|Title||Visions of Authority, III: Looking for a Synthesis - Authoritative Traditions and Local Practices|
|Date/Time||Thursday 7 July 2022: 11.15-12.45|
|Sponsor||Radboud Institute for Culture & History (RICH), Radboud Universiteit Nijmegen|
|Organiser||Riccardo Macchioro, ERC Project 'Patristic Sermons in the Middle Ages (PASSIM)', Radboud Universiteit Nijmegen / Università degli Studi di Milano|
|Moderator/Chair||Sarah M. Hamilton, Centre for Medieval Studies, University of Exeter|
|Paper 1604-a||Tracing the Border of Authority: Paul the Deacon's Homiliary and the Performance of Orthodoxy
Zachary Morgan Guiliano, St Edmund Hall, University of Oxford
Index Terms: Ecclesiastical History; Language and Literature - Latin; Liturgy; Sermons and Preaching
|Paper 1604-b||Cultural Hybridity in the Cordoban Calendar at the Border between Christian, Arabic, and Jewish Traditions
Cathrien Hoijinck, Departement Geschiedenis, Kunstgeschiedenis en Oudheid, Radboud Universiteit Nijmegen
Index Terms: Ecclesiastical History; Islamic and Arabic Studies; Liturgy
|Paper 1604-c||Singing with Authority: Liturgical Booklets and Visions of Authority in the 10th Century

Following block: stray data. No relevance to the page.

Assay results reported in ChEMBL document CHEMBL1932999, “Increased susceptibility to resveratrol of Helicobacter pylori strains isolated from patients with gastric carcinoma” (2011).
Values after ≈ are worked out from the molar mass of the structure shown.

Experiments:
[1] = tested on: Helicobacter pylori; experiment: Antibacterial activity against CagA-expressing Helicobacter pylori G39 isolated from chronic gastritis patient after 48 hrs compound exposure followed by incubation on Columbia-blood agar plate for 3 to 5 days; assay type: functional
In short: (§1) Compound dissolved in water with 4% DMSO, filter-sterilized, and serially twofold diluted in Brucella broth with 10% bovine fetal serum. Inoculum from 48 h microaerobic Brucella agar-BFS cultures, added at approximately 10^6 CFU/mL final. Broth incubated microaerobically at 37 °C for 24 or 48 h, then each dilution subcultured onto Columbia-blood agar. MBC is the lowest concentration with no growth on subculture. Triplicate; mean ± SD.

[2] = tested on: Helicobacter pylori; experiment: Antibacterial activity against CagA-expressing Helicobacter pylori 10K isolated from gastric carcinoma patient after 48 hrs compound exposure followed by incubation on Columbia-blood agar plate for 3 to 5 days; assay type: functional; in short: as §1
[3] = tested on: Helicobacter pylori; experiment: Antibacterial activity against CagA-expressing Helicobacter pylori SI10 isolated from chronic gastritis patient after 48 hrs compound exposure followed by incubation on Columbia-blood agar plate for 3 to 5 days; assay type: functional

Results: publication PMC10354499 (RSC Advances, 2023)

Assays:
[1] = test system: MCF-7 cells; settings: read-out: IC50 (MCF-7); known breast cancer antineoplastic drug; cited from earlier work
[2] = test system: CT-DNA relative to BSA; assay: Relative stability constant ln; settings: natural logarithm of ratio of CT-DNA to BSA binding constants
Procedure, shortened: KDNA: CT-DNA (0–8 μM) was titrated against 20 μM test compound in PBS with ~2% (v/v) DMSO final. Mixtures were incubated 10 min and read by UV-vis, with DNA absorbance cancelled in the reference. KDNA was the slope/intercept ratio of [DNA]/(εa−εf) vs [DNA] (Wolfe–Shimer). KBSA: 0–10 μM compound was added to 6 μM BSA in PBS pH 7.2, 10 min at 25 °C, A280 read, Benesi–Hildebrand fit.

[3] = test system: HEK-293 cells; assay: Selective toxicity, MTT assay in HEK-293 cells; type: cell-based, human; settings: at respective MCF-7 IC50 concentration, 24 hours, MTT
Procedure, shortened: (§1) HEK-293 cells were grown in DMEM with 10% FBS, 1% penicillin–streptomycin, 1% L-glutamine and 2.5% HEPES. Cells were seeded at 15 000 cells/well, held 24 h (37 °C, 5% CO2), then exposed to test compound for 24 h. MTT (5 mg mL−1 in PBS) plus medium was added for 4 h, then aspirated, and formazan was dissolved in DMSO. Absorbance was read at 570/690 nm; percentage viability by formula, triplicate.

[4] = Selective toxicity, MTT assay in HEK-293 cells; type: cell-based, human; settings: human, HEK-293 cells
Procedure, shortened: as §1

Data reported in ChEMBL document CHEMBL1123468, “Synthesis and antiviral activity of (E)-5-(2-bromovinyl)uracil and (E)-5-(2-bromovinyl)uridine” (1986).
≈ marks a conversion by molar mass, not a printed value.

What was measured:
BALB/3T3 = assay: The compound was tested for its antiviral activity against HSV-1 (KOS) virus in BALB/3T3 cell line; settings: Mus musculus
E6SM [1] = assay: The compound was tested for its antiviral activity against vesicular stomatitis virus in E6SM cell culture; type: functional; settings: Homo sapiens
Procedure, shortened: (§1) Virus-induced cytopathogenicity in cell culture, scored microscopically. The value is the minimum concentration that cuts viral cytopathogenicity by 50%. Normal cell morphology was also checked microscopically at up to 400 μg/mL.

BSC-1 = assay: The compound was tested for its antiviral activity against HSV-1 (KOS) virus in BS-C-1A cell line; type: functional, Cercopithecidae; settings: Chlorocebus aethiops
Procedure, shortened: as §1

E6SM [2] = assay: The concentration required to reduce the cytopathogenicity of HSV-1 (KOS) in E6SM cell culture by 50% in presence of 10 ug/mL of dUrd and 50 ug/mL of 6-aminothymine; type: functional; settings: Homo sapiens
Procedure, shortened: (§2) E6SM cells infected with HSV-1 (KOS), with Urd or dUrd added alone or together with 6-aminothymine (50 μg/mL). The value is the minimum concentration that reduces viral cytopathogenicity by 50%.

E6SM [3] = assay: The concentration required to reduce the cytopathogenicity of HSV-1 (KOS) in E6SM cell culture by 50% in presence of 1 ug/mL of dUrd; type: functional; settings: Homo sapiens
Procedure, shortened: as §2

Lenneke van Raaij, Departement Geschiedenis, Kunstgeschiedenis en Oudheid, Radboud Universiteit Nijmegen
Index Terms: Ecclesiastical History; Language and Literature - Latin; Liturgy; Manuscripts and Palaeography
|Abstract||The 'Visions of Authority' series investigates how medieval scribes and compilers manipulate the authority of their material. The focus is on genres connected to religious history, which are traditionally imbued with significant authority, but simultaneously exhibit strong instability and malleability in their transmission. This tension makes them interesting cases to study how authority is established, which practices can strengthen it, and how it influences the impact of a text.
Medieval liturgical practices have always been deeply concerned with authoritative issues, suspended between keeping to well-established general traditions, and being influenced by historical circumstances and local usages. In the meanwhile, the compilers of liturgical instruments (calendars, hymns, and sermonaries) were confronted with the need to identify the sources able to grant authority to their production. In this session, we explore the cultural processes that led them to achieve a synthesis: from the selection of the most suitable chants to celebrate local saints in the Ottonian age, via the need for adapting the readings of the Church Fathers by removing anti-Jewish statements in Paul the Deacon's Homiliary, to the accomplishment of an unprecedented balance between Arabic, Jewish, and Christian heritages in a Mozarabic Calendar.